Cargo ‘igloos’ have new life as livestock houses, garden storage

Recycling is fine, but reuse or “upcycling” is better. That’s the thinking behind an innovative approach to find new homes for Alaska Airlines’ aging cargo containers, known as “igloos.”

Alaska Air Cargo uses the cargo containers known as igloos because of their dome-like shape, to transport food and other necessities of life, to far flung communities in the state of Alaska as well as bringing Alaska-produced goods such as Copper River salmon to the lower 48. They are designed to be packed to the gills with supplies, and then slide on rollers to fit perfectly in the cargo freighters, making the most efficient use of space.

Now some retired containers are being used by Puget Sound area farmers as goat-milking spaces, chicken coops, pig pens, storage for garden tools, firewood and more. The igloos were saved from the landfill thanks to employees’ creative thinking and a determination to reduce Alaska’s waste stream.

Last fall, Air Cargo was looking for homes for 150 used igloos as the airline planned to replace them with lighter, more advanced versions.

Two local nonprofits that serve farmers – Seattle Tilth and Pierce Conservation District – both responded enthusiastically to a call put out by Alaska’s environmental affairs team.

When the conservation district put the offer for the igloos on their Facebook page they were overwhelmed by the response, said Chrissy Cooley, agriculture community of interest coordinator. The post received four times more views than anything they had posted last year, she said. Some 164 farmers wanted at least one.

Now that spring has arrived, and a wet one at that, the 440-cubic-foot containers are in heavy use. Seattle Tilth, which has an organic working farm and community gardens in Auburn where 36 people tend a plot or keep their animals, is using most of them as storage sheds for gardening tools and feed, with a couple set aside for a chicken coop and a milking station.

“This has been a great partnership to bring new life to the containers in a way we would have never expected,” said Shelly Parker, director of cargo operations.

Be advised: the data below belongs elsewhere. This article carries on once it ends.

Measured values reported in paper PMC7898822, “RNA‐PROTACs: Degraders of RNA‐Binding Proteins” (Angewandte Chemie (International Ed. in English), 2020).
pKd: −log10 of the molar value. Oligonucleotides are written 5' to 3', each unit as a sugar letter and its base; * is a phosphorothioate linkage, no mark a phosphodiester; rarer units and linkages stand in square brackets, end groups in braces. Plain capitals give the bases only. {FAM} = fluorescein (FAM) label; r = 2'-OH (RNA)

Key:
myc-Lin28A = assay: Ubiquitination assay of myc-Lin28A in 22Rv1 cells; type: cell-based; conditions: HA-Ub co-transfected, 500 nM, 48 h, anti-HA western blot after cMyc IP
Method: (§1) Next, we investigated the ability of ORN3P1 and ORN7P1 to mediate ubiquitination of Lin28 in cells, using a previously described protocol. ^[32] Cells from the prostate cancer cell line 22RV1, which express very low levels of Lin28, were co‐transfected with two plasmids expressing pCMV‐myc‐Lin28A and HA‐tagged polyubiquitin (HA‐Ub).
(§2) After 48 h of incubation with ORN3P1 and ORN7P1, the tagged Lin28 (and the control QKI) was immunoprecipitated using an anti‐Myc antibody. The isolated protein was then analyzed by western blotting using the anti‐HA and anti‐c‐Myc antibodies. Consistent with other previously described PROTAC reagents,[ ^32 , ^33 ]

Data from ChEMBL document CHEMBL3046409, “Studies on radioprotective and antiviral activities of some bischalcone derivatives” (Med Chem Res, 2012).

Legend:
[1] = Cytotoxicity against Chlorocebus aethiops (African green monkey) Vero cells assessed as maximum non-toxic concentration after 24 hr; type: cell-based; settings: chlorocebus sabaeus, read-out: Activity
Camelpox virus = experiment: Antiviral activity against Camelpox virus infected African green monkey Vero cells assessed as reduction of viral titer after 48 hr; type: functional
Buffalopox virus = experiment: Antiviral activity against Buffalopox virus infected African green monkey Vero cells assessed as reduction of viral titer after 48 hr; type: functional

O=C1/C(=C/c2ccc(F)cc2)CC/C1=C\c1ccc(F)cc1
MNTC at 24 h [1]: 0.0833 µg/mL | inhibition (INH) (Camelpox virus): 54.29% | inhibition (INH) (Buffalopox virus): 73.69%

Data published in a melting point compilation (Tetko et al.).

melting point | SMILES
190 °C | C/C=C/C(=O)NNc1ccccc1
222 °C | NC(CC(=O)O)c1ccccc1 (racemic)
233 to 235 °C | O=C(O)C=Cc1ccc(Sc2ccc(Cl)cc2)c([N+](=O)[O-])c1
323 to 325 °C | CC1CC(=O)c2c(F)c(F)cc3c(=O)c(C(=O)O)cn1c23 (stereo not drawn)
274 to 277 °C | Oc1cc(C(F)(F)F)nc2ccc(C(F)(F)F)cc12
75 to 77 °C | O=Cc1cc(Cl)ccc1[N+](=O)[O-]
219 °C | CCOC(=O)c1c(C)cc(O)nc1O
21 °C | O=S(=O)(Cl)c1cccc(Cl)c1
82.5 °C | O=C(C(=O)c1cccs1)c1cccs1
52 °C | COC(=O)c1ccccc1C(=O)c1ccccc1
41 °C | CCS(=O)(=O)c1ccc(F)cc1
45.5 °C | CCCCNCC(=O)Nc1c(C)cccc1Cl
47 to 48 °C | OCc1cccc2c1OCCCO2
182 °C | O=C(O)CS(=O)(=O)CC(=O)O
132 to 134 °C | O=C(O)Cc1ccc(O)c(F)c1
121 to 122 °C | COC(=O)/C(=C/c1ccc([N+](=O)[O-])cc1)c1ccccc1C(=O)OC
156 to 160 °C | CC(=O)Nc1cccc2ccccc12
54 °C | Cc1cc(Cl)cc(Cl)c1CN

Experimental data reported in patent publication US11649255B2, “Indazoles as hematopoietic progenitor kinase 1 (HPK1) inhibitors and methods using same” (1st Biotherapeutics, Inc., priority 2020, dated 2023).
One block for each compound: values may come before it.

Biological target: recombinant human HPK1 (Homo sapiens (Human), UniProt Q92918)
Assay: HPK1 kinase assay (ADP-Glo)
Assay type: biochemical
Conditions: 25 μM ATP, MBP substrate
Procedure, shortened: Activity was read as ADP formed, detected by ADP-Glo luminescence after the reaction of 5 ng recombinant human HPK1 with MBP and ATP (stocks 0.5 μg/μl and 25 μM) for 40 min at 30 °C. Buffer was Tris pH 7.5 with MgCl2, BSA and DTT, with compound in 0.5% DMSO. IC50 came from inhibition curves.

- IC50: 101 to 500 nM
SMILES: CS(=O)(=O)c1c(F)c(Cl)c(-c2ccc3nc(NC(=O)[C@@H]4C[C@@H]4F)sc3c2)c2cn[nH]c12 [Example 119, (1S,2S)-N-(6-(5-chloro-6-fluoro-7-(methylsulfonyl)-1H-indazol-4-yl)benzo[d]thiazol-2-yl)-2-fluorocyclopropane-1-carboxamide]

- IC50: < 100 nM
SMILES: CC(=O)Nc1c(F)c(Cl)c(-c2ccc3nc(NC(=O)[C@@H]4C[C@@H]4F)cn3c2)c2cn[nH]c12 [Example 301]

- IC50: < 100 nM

Natasha, a farmer who was milking sheep and a goat this week in one of the containers, said she really appreciates being out of the rain as she milks her animals and having a dry place to store her supplies.

One of the Pierce County farmers who claimed an igloo was Scott Gruber, who runs Calendula Farm and Landscaping Services near Puyallup, along with his wife Alina. Gruber is using his igloo to house his organically fed, free-range chickens and ducks. He sells his poultry and rabbits to high end restaurants in Tacoma and at the Proctor Farmers Market.

“These are just so perfectly suited for what we do. We are usually nailing together plywood and plastic for shelter. It’s so cool to get something real that is waterproof,” he said.

The igloos are made out of Lexan, a translucent polycarbonate material on the sides and aluminum on the top and bottom. They came with one side open covered by a blue coated tarp.

You can bet that if more igloos become available, people will be lined up to take them. And that’s good for goats and the environment.

“This is a terrific example of sustainability in action,” said Jacqueline Drumheller, Alaska’s sustainability manager. “Sustainability is about innovative thinking and identifying long-term solutions that benefit the company, the community and employees.”

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